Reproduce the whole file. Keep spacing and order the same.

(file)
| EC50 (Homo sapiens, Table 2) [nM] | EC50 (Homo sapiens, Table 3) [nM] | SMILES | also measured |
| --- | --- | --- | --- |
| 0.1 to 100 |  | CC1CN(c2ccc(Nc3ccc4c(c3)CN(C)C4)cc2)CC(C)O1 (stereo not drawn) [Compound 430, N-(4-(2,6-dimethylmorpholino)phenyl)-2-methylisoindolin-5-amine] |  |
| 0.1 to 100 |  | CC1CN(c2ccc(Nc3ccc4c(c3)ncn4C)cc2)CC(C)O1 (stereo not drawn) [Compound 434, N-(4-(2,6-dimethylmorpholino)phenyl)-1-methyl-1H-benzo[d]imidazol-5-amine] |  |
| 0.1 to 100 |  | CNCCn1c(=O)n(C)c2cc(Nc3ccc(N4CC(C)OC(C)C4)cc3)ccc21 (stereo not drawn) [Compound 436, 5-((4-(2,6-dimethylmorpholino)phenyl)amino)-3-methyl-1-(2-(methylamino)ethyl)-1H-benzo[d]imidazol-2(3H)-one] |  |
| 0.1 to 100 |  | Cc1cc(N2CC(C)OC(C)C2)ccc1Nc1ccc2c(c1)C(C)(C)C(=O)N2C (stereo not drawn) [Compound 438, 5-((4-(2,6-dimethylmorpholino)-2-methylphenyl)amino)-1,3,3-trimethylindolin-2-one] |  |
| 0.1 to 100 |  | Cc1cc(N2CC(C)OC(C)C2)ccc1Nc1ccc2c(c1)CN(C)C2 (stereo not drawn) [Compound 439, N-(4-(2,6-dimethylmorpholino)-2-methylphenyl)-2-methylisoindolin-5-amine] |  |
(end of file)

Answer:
| EC50 (Homo sapiens, Table 2) [nM] | EC50 (Homo sapiens, Table 3) [nM] | SMILES | also measured |
| --- | --- | --- | --- |
| 0.1 to 100 |  | CC1CN(c2ccc(Nc3ccc4c(c3)CN(C)C4)cc2)CC(C)O1 (stereo not drawn) [Compound 430, N-(4-(2,6-dimethylmorpholino)phenyl)-2-methylisoindolin-5-amine] |  |
| 0.1 to 100 |  | CC1CN(c2ccc(Nc3ccc4c(c3)ncn4C)cc2)CC(C)O1 (stereo not drawn) [Compound 434, N-(4-(2,6-dimethylmorpholino)phenyl)-1-methyl-1H-benzo[d]imidazol-5-amine] |  |
| 0.1 to 100 |  | CNCCn1c(=O)n(C)c2cc(Nc3ccc(N4CC(C)OC(C)C4)cc3)ccc21 (stereo not drawn) [Compound 436, 5-((4-(2,6-dimethylmorpholino)phenyl)amino)-3-methyl-1-(2-(methylamino)ethyl)-1H-benzo[d]imidazol-2(3H)-one] |  |
| 0.1 to 100 |  | Cc1cc(N2CC(C)OC(C)C2)ccc1Nc1ccc2c(c1)C(C)(C)C(=O)N2C (stereo not drawn) [Compound 438, 5-((4-(2,6-dimethylmorpholino)-2-methylphenyl)amino)-1,3,3-trimethylindolin-2-one] |  |
| 0.1 to 100 |  | Cc1cc(N2CC(C)OC(C)C2)ccc1Nc1ccc2c(c1)CN(C)C2 (stereo not drawn) [Compound 439, N-(4-(2,6-dimethylmorpholino)-2-methylphenyl)-2-methylisoindolin-5-amine] |  |